Good Health for African American Kids (cont.)

Moderator: {question presented} Your book begins with a chapter on "preparing for pregnancy"... why is this an important approach to children's health?

Dixon: I believe the old adage that good health begins in the womb... infant mortality and low-birth rate babies affect the African-American population adversely, twice as often as seen in the white population. Not only that, but low birth weight babies are more likely to be born with physical and mental handicaps, and if they survive, they may have behavioral problems in childhood as well. Infant mortality and low birth weight in African-Americans can be avoided with early and continuous prenatal care. Encouraging African-American women to get the care they need to give their babies a fighting chance to a healthy life - it's a good way to start the book, because it's not that suddenly the child is there and we don't think of nursing that child prior to delivery. That's one issue that African-Americans should consider.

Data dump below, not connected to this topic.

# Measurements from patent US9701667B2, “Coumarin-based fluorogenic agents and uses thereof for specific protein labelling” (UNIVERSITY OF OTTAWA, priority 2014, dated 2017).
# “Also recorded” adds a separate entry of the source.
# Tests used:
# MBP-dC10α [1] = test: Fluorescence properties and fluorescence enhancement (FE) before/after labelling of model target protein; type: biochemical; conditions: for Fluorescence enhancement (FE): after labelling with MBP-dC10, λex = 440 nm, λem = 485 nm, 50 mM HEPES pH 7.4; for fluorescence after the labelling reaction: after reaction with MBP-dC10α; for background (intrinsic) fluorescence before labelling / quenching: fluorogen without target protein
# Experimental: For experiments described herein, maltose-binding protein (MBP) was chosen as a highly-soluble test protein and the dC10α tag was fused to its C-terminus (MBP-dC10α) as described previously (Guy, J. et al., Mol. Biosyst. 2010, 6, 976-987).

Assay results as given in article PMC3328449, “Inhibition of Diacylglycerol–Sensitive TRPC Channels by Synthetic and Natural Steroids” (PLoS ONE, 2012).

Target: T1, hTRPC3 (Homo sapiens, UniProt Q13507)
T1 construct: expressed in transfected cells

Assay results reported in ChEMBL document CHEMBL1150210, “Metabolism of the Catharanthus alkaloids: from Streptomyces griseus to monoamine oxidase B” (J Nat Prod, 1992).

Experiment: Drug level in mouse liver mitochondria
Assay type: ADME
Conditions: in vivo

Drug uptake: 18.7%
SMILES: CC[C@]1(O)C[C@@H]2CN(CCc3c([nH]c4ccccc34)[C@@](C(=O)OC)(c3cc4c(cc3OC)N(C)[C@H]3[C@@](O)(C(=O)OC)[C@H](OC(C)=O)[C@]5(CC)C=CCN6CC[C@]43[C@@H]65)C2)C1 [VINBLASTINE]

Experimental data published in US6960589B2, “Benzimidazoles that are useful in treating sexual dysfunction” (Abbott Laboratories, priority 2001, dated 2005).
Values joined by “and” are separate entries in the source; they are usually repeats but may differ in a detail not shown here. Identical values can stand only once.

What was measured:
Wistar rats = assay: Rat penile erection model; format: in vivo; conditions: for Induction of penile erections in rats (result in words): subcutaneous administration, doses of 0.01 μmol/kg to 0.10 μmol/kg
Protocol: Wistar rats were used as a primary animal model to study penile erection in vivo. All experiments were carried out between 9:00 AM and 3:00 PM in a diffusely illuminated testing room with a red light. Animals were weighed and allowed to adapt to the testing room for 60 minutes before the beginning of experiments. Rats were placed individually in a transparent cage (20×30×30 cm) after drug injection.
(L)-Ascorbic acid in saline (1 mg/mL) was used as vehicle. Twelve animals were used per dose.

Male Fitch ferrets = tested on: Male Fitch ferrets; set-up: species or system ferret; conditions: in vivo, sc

Moderator: What sort of behavioral problems come up in early childhood as a result of poor nutrition during pregnancy?

Dixon: Certainly we believe that even from a psychological point of view not only regarding diet, but how a mother feels during pregnancy, how she nourishes herself, her overall stress free or stressful life... I believe that research supports and shows it's carried on for the growth of the fetus. If you talk to a child that's unborn in your womb, and there's a communication and bond that occurs between mother and infant, so do the stresses that occur within the fetus that carry over into childhood. This is a wonderful area that we're looking at, because as we see children that are misbehaving in class, or having emotional problems in class, we often look at parents and the time the mother was carrying the child, and under the circumstances in which conception occurred, and we often find that the mother has been troubled. At least knowing this in advance gives us some way to begin to nurture the child, even when they're young and start school... so we begin to see the problems and can understand why the problems may be occurring.